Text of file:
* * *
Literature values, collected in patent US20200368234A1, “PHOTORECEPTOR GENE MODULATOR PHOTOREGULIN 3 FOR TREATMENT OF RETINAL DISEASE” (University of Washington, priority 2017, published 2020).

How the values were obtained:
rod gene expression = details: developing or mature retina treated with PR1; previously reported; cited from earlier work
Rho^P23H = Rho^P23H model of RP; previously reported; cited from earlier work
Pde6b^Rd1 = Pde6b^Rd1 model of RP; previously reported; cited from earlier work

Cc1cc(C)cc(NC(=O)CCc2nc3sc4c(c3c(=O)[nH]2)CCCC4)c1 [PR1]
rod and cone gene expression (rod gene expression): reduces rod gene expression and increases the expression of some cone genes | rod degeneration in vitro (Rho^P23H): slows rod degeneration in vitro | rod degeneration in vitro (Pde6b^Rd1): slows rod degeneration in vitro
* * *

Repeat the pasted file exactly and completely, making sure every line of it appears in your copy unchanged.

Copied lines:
Literature values, collected in patent US20200368234A1, “PHOTORECEPTOR GENE MODULATOR PHOTOREGULIN 3 FOR TREATMENT OF RETINAL DISEASE” (University of Washington, priority 2017, published 2020).

How the values were obtained:
rod gene expression = details: developing or mature retina treated with PR1; previously reported; cited from earlier work
Rho^P23H = Rho^P23H model of RP; previously reported; cited from earlier work
Pde6b^Rd1 = Pde6b^Rd1 model of RP; previously reported; cited from earlier work

Cc1cc(C)cc(NC(=O)CCc2nc3sc4c(c3c(=O)[nH]2)CCCC4)c1 [PR1]
rod and cone gene expression (rod gene expression): reduces rod gene expression and increases the expression of some cone genes | rod degeneration in vitro (Rho^P23H): slows rod degeneration in vitro | rod degeneration in vitro (Pde6b^Rd1): slows rod degeneration in vitro